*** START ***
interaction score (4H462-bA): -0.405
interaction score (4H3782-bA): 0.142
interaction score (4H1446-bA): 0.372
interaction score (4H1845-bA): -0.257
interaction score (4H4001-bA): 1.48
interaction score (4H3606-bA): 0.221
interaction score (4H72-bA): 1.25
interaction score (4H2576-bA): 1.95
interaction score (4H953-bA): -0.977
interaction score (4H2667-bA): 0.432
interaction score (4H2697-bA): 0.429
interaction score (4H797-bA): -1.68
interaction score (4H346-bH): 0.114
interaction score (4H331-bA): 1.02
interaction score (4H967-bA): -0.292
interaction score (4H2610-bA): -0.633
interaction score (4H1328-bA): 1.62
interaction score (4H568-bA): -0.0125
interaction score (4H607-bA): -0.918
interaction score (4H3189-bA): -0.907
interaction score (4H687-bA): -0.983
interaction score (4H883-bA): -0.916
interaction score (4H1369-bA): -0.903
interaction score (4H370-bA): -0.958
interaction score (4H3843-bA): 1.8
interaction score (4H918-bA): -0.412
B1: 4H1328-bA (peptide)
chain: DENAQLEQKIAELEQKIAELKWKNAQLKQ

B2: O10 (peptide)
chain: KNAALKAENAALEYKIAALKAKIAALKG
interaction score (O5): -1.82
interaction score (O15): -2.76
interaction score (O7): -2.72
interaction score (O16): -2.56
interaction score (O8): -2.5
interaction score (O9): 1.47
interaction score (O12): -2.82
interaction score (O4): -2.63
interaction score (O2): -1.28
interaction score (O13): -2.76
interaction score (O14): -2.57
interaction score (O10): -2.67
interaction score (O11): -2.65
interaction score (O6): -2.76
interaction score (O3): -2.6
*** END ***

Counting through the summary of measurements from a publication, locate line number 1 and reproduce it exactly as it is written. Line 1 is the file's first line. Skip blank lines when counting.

interaction score (4H462-bA): -0.405